Fauldhouse War Memorial
In April 1920, a public meeting was called to discuss the erection of a war memorial for the fallen from Longridge, East Benhar, Levenseat and Fauldhouse. Despite the war being over for fewer than 18 months, the public turnout at the meeting was small. However, a committee was formed under the chairmanship of the local GP, Dr Ogilvy, and the first donation (£30) came in within a few days, raised at a performance of the children’s 'kinderspiel' (musical play), 'Fickle Fortune'.
Meanwhile, the three churches and the Salvation Army erected memorials within their own buildings to their members who had died. The United Free Church at Crofthead unveiled a memorial tablet in June 1921 to the 24 young men of the congregation who had been killed, but they also gave out scrolls of thanks and appreciation to the nearly one hundred men from the church who had served and survived. In October 1921, the Parish Church unveiled a memorial plaque to its 41 members who had died.
Meanwhile fundraising continued for the town’s memorial, but it took some two years to raise the full amount needed – perhaps because so many had contributed already to church or club memorials. The ground at the Knappers was kindly given by Mrs Morgan of Glasgow to the community 'in perpetuity'. Work began in early August 1922, and the memorial was unveiled in a moving ceremony on 17 September. During the service, Private David Purdie, son of the Bridge Street draper, who had served in the Cameron Highlanders right through the war, 'in a deep, rich voice' read out the names of the 109 men from Fauldhouse, East Benhar, Longridge and Levenseat who died.
On 22 September 1922, the Linlithgowshire Gazette repoirted:
A crowd of several thousands was gathered round the iron fence enclosing the memorial ground. The ex-service men made the ceremony the occasion for a rally. Assembling in the local Territorial hall, about 100 of them, under Captain T. Forsyth, Royal Scots, Lieutenant W. Steele, RAF, and Lieutenant J. Abbot, Oxford and Bucks Light Infantry, marched to the memorial ground where they divided into two companies, each taking its stand on either side of the monument.
The unveiling was performed by General Sir Francis Davies, General Officer Commanding the Forces in Scotland. During his address he spoke of the purpose of the memorial:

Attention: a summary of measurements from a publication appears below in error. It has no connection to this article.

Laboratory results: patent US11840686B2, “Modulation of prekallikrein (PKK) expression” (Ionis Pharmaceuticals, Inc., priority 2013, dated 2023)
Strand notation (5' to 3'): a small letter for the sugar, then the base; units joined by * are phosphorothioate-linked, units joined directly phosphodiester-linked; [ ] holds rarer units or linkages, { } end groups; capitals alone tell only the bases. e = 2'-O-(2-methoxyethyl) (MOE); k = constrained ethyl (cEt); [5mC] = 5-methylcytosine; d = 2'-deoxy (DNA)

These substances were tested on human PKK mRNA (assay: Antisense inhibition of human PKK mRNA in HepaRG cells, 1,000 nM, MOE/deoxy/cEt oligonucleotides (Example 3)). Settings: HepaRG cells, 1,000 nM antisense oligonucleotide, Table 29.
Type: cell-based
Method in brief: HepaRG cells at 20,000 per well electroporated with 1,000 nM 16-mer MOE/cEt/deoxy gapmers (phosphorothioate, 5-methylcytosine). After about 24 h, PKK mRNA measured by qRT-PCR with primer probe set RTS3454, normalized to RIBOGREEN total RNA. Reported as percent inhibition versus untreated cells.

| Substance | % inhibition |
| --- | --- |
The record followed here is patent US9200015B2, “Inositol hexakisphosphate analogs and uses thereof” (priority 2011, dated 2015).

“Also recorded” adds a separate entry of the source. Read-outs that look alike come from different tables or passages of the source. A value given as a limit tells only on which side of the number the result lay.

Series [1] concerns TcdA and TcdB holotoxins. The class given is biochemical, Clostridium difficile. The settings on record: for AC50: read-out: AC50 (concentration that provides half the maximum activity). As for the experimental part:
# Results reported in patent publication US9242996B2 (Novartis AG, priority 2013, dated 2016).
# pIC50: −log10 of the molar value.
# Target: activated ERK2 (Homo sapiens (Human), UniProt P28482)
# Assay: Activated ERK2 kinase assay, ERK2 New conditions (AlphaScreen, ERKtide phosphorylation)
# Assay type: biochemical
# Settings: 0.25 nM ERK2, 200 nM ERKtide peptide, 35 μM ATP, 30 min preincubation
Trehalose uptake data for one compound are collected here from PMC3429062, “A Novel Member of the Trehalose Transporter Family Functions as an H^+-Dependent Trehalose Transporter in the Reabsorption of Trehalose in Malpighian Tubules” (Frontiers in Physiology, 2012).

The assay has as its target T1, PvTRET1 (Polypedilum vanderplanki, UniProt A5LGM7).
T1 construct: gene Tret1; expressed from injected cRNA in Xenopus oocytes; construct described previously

‘As time goes on, all of us who either went through the war, or, perhaps what was worse, stayed at home and saw our loved ones go, will pass away. The object of putting up this monument is that it should be a lasting memorial, not for us here, who know all about it, but for those who come after us. If something is not done to make certain that it will be a lasting memorial, the time may come when the people living here will hardly know what this monument means. There is only one thing to do, and I say this wherever I go, I do ask you fathers and mothers to teach your children what this memorials means and what these men did. I am not preaching war, far from it. I want you to tell them of the sacrifice these men made.’
For a complete list of those who served, see the Fauldhouse Roll of Honour on this website.
©'1914-18: Fauldhouse Remembers' group
For more information on any aspect of West Lothian and the First World War, contact email@example.com - http://www.westlothian.gov.uk/article/2055/Local-History-Library.
[i] The name, the Knappers may derive from this being where stone-breakers worked: ‘Elderly country people will remember, too, the stone knapper, who broke up large stones into pieces small enough for road making. Machinery has replaced him entirely.’
(Edinburgh Evening News, 7 Oct 1954)
[ii] As the committee were dependent on relatives submitting names for inclusion on the memorial, a number of men were missed. The total of the fallen from Fauldhouse, Longridge, East Benhar and Levenseat is about 140.